From Spare Oom to War Drobe by Katherine Langrish
Back in December, I and a whole host of others embarked on a readalong of the Narnia books by C S Lewis, magnificently hosted by Chris at Calmgrove in his #Narniathon21. (See my closing post on the Chronicles with links to all the others here). It was fun, and Chris suggested an extension book to read at the end.
Katherine Langrish is a children’s author and essayist on fairy tales. She, like me, grew up on the Narnia books, and in this appreciation of the series in this book, she returns to re-read the books as an adult, but always thinking back to her memories of reading them aged nine. The main seven chapters take one book each, in the later chronological order as Lewis suggested to one of his correspondents. She gives spritely summaries of each book – so there are spoilers – dissecting the plot and intertextual references to myths, legends and history. She also considers Lewis’s own strongly held beliefs and life experiences – his hatred of schools comes over strongly for instance. She contrasts the experience of reading as a child when the religious overtones largely wash over the reader, and how Lewis largely realised this, writing for the child and leading them to see that good will prevail, and maybe even why.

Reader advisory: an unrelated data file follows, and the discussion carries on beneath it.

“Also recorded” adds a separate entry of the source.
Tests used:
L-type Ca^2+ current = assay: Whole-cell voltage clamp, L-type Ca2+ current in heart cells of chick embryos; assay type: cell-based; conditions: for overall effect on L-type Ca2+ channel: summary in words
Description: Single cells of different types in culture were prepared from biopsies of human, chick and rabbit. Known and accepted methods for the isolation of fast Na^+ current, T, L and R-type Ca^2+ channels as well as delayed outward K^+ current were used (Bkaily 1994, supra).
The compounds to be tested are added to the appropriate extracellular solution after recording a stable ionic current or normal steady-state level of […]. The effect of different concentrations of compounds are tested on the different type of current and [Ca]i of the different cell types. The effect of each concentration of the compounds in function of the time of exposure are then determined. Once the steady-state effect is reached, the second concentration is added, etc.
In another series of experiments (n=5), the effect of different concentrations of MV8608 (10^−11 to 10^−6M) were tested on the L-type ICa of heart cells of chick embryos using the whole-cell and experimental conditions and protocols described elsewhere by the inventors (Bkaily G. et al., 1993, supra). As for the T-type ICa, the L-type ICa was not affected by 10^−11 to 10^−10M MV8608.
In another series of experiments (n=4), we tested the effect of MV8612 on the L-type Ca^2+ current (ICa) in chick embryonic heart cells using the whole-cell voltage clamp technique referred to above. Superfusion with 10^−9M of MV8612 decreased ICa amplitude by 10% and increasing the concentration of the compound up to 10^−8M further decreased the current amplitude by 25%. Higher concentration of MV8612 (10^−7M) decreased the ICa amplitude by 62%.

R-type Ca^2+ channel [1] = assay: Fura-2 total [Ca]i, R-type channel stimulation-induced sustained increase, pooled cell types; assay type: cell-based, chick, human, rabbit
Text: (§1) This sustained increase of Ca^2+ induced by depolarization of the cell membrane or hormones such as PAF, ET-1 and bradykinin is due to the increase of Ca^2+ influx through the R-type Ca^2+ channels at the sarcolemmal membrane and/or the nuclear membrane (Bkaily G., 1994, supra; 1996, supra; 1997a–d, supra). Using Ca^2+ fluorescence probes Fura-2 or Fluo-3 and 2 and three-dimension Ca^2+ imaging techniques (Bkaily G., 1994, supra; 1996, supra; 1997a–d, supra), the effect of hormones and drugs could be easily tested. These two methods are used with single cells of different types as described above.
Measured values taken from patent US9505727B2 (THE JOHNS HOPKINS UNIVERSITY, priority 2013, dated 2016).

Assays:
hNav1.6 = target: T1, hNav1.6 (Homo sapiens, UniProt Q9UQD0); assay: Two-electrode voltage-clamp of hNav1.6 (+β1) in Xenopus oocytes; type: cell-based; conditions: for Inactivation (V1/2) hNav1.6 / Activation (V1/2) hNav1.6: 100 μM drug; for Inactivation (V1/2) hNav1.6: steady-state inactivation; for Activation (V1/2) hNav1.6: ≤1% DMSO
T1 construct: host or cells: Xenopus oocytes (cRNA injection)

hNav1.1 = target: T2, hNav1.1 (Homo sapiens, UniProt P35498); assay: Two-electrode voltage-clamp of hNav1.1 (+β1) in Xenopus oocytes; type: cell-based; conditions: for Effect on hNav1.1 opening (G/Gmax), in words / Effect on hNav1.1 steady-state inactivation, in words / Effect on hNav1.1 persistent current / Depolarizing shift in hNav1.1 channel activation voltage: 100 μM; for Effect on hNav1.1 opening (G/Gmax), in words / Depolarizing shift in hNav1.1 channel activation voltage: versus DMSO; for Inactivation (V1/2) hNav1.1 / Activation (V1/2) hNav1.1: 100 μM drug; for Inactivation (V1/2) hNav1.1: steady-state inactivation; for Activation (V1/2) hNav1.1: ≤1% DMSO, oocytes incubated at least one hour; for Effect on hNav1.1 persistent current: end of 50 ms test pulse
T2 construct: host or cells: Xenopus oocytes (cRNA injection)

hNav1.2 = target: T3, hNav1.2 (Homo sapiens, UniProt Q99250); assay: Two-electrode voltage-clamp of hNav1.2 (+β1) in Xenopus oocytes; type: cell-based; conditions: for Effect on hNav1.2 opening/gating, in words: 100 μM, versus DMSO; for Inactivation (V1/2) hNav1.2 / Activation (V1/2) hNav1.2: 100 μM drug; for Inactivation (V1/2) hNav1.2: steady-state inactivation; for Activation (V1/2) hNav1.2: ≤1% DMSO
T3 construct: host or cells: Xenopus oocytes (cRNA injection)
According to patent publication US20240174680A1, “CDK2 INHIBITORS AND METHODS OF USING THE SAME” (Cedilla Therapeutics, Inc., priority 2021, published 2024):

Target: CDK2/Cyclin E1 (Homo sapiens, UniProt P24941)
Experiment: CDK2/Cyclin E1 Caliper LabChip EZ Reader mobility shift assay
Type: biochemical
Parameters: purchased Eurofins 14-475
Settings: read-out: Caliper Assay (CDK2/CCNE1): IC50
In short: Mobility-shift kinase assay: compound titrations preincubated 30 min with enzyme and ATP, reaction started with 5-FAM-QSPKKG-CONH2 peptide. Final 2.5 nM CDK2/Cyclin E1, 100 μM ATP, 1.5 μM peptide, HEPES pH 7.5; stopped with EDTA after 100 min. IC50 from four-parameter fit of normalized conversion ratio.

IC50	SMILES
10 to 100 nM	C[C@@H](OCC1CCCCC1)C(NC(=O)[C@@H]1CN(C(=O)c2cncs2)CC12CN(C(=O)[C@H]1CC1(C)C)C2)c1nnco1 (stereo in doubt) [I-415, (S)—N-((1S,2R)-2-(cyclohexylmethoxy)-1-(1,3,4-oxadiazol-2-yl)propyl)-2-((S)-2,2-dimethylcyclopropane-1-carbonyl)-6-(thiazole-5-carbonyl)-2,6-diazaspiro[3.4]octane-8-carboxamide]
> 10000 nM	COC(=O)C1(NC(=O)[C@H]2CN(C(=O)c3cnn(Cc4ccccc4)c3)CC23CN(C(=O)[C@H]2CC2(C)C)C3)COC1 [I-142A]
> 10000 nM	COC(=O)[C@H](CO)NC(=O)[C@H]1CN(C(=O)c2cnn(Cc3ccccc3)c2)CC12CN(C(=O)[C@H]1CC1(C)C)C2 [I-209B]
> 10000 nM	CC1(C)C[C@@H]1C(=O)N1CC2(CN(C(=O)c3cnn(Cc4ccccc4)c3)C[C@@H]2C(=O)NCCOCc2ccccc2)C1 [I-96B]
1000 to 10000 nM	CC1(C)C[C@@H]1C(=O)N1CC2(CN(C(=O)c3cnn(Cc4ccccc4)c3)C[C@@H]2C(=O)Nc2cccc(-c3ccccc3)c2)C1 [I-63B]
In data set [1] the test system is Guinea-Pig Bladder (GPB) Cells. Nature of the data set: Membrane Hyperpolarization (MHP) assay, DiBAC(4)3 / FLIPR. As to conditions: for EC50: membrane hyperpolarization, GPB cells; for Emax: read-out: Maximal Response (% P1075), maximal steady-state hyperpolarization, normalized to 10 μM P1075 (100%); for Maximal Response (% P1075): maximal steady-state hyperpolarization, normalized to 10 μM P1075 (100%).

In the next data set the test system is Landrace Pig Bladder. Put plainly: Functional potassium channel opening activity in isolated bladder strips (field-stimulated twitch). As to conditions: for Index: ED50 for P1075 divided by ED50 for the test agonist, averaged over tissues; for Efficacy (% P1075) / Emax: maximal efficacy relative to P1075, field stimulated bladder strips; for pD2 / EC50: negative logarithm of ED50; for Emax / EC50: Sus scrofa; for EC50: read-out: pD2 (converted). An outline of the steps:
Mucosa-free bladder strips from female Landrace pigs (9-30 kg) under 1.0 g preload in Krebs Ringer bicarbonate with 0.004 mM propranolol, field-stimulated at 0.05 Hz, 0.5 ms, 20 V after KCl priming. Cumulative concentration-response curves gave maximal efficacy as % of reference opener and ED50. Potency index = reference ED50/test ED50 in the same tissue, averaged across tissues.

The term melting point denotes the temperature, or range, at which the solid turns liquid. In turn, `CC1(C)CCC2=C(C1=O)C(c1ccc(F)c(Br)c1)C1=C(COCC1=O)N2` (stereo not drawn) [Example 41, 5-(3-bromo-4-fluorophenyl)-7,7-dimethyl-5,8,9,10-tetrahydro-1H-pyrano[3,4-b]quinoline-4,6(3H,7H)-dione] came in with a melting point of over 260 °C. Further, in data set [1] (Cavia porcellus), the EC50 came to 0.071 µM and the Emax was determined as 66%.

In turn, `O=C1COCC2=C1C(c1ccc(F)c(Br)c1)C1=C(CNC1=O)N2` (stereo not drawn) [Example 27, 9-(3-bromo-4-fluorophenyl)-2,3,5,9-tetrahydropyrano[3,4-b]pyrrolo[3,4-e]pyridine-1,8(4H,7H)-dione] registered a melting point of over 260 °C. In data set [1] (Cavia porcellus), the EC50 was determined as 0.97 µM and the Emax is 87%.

She also analyses the characters that support the children, including Aravis and Shasta in The Horse and His Boy, the grown-up women are all strong, but wicked rather than good – at least there are several of them! The female children are all also strong in their different ways, of course (we’ll come to Susan later).
I was particularly interested in her analysis of The Horse and His Boy which takes us to the exotic world of Calormen in which we expect some magic, only to find:
Where are the flying carpets, magical rings, terrifying jinni, sorcerors and enchantresses with which Scheherezade fills The Thousand and One Nights? Lewis ditched the lot. He borrowed the trappings but left out the magic.
Langrish also writes with a strong sense of (feminist) humour, as in this quote where the two talking horses are debating whether to stop for refuelling. Bree (m) says to Hwin (f):
‘I think, Ma’am … I know a little more about campaigns and forced marches and what a horse can stand than you do.’
Er … sorry? Hwin is a horse! Stallionsplaining – who knew?
She also spots onward references, such as when discussing Eustace in The Voyage of the Dawn Treader
Eustace will change, but meanwhile his wonderful diaries, full of self-deception, self-justification and complaints are the comical high point of the book, as funny as Sue Townsend’s Adrian Mole on whom Eustace was surely an influence.
Langrish’s tone throughout the book is mostly light and always engaging, but she does delve deeper into the literary and religious significance of major plot strands, although she acknowledges that Lewis didn’t want his readers to think that way: